Landing agreements supersede dumping, denied boarding, etc
Bumped can be used to describe any number of reasons that results in 'denied boarding'.
Your phrase: "let them find their own way home" is EXACTLY what will not happen if Ryanair is required to meet it's obligations. What usually happens is they use a different carrier - Cathay Pacific terminated a pilot who happened to be in the U.S. on lay over and flew him back on a competitors aircraft.
And Ryanair wouldn't get away with dumping across the nearest border, either, as present travel tracking can be used to prove a passengers intent.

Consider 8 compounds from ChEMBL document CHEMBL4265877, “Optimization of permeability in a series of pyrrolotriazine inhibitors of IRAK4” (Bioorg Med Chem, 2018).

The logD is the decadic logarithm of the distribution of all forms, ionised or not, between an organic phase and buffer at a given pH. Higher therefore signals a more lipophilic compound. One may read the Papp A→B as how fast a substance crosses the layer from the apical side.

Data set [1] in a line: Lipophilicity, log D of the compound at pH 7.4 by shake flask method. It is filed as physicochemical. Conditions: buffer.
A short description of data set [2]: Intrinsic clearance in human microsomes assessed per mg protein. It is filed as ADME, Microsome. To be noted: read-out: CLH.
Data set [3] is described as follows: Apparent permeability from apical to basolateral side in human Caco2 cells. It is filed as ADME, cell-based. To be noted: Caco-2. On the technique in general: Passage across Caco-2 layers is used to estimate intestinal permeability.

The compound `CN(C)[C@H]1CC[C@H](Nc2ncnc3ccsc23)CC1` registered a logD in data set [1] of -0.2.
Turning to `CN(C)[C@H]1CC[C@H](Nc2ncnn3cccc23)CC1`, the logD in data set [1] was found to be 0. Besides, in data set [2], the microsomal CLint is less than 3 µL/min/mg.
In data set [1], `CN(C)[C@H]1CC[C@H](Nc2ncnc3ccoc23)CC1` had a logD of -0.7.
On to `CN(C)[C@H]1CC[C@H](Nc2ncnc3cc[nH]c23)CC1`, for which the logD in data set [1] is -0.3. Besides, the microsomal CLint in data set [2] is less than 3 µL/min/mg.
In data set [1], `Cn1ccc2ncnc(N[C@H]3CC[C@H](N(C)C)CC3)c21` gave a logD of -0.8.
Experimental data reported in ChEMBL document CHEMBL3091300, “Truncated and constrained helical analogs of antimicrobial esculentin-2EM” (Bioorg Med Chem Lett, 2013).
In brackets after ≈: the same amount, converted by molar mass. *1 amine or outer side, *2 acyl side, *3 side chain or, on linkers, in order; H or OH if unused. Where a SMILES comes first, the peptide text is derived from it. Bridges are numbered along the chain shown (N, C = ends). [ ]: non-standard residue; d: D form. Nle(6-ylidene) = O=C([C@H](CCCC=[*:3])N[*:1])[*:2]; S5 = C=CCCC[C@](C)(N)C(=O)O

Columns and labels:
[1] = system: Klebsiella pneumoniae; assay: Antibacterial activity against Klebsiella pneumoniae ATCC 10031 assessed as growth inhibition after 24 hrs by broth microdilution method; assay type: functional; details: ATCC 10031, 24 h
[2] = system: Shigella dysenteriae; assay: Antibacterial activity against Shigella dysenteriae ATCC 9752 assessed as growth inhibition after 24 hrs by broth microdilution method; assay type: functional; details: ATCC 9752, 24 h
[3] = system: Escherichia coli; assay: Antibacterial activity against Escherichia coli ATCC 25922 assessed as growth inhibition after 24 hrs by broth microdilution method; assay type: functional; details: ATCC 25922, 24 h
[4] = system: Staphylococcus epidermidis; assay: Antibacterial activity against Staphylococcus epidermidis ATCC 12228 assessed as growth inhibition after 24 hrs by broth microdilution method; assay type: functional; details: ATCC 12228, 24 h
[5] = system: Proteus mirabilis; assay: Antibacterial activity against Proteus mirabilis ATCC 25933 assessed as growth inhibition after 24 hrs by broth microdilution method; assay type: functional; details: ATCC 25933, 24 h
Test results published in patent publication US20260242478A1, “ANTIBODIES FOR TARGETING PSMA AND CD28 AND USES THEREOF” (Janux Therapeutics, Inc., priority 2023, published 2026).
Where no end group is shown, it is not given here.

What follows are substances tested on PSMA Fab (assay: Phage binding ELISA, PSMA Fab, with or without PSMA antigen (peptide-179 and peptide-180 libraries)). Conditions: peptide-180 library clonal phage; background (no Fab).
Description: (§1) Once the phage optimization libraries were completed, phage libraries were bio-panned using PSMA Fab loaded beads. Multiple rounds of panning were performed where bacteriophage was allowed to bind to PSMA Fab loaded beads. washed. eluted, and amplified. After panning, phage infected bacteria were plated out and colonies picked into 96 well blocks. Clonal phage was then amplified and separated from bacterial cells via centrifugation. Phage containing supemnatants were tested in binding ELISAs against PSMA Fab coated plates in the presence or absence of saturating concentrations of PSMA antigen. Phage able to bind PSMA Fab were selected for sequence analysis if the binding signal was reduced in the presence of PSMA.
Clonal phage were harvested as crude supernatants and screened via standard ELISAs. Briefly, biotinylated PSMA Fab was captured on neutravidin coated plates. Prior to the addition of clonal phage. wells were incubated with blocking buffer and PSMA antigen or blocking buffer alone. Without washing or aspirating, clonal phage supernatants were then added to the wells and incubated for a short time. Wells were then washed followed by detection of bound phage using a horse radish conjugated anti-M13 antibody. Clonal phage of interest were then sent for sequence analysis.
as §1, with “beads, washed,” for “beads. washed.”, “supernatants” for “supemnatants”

Single, as in no return flights, can be purchased for most destinations. the right terminology in 'onward' - countries can require 'onward' rather than 'return' ticketing.
I live in a country that requires proof of onward travel, so the difference is familiar to me. Onward travel can be by any means, as well, including road, rail sea or air.
Besides, proof of onward travel is very ephemeral with e-ticketing, since changes/cancellations can be made by e-mail these days. Whenever I fly through a drug hub, such as Bangkok, I always depart on the passport of entry to Thailand (a necessity) but land at the next destination on one of my other passports - removing any thought I might be carrying drugs. Never been challenged on this, either.
As for seeking assistance from diplomatic sources, most countries reps aren't worth even contacting for assistance for their first line is that 'We can't help you with legal matters, only ensure that the host countries legal procedures are followed'.